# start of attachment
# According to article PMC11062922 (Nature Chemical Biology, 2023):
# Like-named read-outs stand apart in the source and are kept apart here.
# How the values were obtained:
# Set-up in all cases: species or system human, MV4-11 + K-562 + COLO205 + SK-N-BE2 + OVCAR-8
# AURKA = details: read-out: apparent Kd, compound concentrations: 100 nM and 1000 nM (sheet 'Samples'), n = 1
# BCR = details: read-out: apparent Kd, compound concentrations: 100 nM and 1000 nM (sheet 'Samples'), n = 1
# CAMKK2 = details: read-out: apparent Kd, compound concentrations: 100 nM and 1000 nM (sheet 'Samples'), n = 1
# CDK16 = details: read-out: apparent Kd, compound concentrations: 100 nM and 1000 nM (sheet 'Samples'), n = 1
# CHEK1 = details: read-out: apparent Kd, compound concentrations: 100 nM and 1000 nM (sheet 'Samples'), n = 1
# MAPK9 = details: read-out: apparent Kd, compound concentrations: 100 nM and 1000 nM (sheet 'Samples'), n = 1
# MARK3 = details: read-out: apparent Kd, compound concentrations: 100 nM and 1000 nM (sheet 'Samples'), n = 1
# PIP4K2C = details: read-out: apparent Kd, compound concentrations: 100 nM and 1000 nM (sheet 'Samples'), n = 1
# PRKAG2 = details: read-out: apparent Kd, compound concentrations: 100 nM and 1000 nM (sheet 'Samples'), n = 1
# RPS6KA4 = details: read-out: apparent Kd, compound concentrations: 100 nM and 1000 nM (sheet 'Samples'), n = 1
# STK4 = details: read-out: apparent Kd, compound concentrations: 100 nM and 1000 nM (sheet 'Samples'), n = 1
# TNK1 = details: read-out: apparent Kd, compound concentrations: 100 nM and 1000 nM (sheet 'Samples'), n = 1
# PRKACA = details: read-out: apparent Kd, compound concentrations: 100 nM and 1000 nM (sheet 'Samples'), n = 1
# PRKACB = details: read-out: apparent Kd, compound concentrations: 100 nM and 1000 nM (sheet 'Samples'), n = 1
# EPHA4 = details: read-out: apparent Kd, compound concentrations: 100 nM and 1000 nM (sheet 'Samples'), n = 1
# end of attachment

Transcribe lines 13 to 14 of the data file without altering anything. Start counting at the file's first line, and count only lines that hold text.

# PRKAG2 = details: read-out: apparent Kd, compound concentrations: 100 nM and 1000 nM (sheet 'Samples'), n = 1
# RPS6KA4 = details: read-out: apparent Kd, compound concentrations: 100 nM and 1000 nM (sheet 'Samples'), n = 1